The vestibuloocular reflex (VOR) provides an amenable model of learning and memory. Neurons from the Area II nucleus of goldfish are necessary for VOR plasticity, carrying an efferent copy of the eye velocity motor command to the cerebellum. Recently we introduced a novel sensitivity analysis method  to quantify how dendritic morphology and intrinsic electrical parameters affect neuronal function. This approach also allows precise combinations of active conductances to be predicted that can compensate for a given morphologic change to restore normal function. Here we have extended our method to analyze interactions between explicit pairs of parameters. We reconstructed the morphology and built multi-compartment models of three distinct Area II neurons, followed by an automated parameter optimization to fit each model to a single set of physiological data. Using partial least squares regression to identify sensitivity trends globally across the space of active and morphologic parameters, neuronal outputs relevant to eye velocity integration were found to be driven largely by intracellular calcium concentration near the soma, and voltage attenuation in distal dendrites. We then analyzed the second order sensitivity matrices (Hessians) of perisomatic calcium concentration and distal voltage attenuation, for each morphologic model at two disparate points in parameter space. The results identified sensitive directions, precise combinations of electrical and morphologic parameters that varied output the most, and robust directions that varied output the least. Perturbing the model along the sensitive direction of distal voltage attenuation, which minimally changed perisomatic calcium concentration, was sufficient to induce functional changes that might underlie vestibular plasticity paradigms. Yet, even large perturbations along the robust direction of distal voltage attenuation had little effect on functional output. Our results show that specific, subtle changes of morphology and conductances in the dendrites are sufficient to alter the range of a neuron’s firing dynamics. We propose that dendritic morphology plays a significant role in determining the functional flexibility, or robustness, of a neuron.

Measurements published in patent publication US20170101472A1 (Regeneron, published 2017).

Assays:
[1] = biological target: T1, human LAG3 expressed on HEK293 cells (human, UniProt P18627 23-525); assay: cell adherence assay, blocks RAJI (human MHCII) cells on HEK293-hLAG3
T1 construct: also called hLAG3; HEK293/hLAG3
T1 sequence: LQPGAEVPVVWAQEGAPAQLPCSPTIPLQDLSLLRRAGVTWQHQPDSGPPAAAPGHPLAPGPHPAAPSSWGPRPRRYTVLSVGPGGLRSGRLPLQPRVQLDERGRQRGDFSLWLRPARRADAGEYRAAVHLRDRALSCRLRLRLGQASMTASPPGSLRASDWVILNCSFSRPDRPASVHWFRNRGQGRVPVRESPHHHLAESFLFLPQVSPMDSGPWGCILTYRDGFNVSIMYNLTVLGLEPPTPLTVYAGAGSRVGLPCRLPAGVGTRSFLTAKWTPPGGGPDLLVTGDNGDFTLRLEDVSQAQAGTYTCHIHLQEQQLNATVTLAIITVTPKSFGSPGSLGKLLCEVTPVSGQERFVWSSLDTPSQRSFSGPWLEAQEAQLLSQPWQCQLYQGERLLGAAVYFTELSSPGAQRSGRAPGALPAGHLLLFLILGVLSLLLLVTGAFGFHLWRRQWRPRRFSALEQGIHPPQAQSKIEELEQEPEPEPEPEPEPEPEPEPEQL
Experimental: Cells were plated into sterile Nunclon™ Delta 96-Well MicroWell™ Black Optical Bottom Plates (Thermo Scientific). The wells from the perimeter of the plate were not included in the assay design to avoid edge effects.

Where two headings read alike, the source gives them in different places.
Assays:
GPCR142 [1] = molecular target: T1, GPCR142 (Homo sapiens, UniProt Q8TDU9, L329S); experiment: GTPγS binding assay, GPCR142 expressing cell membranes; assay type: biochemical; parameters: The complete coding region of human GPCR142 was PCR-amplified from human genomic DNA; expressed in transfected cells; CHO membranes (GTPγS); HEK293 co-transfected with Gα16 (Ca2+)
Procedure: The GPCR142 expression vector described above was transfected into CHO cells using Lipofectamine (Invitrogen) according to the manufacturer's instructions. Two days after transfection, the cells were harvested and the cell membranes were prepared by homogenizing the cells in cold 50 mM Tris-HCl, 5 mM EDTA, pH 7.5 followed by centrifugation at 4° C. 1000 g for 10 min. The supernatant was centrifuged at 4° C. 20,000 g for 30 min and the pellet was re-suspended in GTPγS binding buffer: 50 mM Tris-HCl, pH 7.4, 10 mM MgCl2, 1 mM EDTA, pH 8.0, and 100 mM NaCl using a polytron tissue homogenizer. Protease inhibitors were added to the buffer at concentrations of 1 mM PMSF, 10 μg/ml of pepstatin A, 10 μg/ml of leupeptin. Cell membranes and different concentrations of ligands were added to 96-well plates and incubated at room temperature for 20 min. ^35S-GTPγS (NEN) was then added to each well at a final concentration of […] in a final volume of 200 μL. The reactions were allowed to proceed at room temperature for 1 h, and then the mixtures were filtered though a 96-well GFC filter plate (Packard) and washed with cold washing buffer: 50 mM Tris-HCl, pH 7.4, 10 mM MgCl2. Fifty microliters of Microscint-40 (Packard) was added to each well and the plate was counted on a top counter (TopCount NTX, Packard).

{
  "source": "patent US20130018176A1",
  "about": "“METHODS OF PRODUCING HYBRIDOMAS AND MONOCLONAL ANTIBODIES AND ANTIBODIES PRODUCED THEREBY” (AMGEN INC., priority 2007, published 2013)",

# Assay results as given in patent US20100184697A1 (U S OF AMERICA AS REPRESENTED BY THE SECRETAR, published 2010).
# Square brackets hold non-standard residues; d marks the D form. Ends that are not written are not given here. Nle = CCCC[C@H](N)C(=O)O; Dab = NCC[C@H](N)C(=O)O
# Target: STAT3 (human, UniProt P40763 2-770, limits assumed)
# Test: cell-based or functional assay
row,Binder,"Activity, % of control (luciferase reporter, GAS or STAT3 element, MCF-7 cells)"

Supported by NIH grants DC05669, NS13742 and MH071818.